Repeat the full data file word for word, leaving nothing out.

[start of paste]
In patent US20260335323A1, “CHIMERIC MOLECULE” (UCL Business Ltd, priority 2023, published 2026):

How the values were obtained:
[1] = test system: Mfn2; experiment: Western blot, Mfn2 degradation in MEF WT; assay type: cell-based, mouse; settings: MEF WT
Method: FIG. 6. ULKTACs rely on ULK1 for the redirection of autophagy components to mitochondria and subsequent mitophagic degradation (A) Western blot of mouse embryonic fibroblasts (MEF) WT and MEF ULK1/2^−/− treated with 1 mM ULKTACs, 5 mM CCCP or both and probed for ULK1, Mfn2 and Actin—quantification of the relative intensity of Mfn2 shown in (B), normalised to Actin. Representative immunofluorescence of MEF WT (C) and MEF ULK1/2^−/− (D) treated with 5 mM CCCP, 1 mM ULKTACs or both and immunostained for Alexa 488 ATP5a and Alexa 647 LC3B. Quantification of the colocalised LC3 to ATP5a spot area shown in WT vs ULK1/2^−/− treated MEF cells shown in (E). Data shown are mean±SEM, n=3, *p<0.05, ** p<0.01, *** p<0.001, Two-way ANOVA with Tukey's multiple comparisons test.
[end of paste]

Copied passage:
In patent US20260335323A1, “CHIMERIC MOLECULE” (UCL Business Ltd, priority 2023, published 2026):

How the values were obtained:
[1] = test system: Mfn2; experiment: Western blot, Mfn2 degradation in MEF WT; assay type: cell-based, mouse; settings: MEF WT
Method: FIG. 6. ULKTACs rely on ULK1 for the redirection of autophagy components to mitochondria and subsequent mitophagic degradation (A) Western blot of mouse embryonic fibroblasts (MEF) WT and MEF ULK1/2^−/− treated with 1 mM ULKTACs, 5 mM CCCP or both and probed for ULK1, Mfn2 and Actin—quantification of the relative intensity of Mfn2 shown in (B), normalised to Actin. Representative immunofluorescence of MEF WT (C) and MEF ULK1/2^−/− (D) treated with 5 mM CCCP, 1 mM ULKTACs or both and immunostained for Alexa 488 ATP5a and Alexa 647 LC3B. Quantification of the colocalised LC3 to ATP5a spot area shown in WT vs ULK1/2^−/− treated MEF cells shown in (E). Data shown are mean±SEM, n=3, *p<0.05, ** p<0.01, *** p<0.001, Two-way ANOVA with Tukey's multiple comparisons test.